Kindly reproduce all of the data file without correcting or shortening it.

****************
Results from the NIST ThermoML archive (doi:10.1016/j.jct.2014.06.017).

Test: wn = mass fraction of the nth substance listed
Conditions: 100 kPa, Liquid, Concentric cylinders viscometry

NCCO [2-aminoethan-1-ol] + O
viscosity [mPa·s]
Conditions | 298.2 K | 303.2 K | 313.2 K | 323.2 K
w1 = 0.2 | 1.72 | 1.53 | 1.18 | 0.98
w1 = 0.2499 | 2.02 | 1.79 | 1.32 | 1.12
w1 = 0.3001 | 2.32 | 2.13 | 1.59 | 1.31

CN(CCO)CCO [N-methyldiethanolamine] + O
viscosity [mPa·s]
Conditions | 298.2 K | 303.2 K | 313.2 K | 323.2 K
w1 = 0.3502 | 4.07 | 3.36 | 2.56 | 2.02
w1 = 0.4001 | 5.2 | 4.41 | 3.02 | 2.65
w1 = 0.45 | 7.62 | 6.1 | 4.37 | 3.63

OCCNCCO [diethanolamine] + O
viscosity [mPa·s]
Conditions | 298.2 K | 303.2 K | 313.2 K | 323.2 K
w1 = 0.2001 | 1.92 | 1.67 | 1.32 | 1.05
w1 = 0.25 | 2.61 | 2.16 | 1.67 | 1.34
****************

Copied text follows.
Results from the NIST ThermoML archive (doi:10.1016/j.jct.2014.06.017).

Test: wn = mass fraction of the nth substance listed
Conditions: 100 kPa, Liquid, Concentric cylinders viscometry

NCCO [2-aminoethan-1-ol] + O
viscosity [mPa·s]
Conditions | 298.2 K | 303.2 K | 313.2 K | 323.2 K
w1 = 0.2 | 1.72 | 1.53 | 1.18 | 0.98
w1 = 0.2499 | 2.02 | 1.79 | 1.32 | 1.12
w1 = 0.3001 | 2.32 | 2.13 | 1.59 | 1.31

CN(CCO)CCO [N-methyldiethanolamine] + O
viscosity [mPa·s]
Conditions | 298.2 K | 303.2 K | 313.2 K | 323.2 K
w1 = 0.3502 | 4.07 | 3.36 | 2.56 | 2.02
w1 = 0.4001 | 5.2 | 4.41 | 3.02 | 2.65
w1 = 0.45 | 7.62 | 6.1 | 4.37 | 3.63

OCCNCCO [diethanolamine] + O
viscosity [mPa·s]
Conditions | 298.2 K | 303.2 K | 313.2 K | 323.2 K
w1 = 0.2001 | 1.92 | 1.67 | 1.32 | 1.05
w1 = 0.25 | 2.61 | 2.16 | 1.67 | 1.34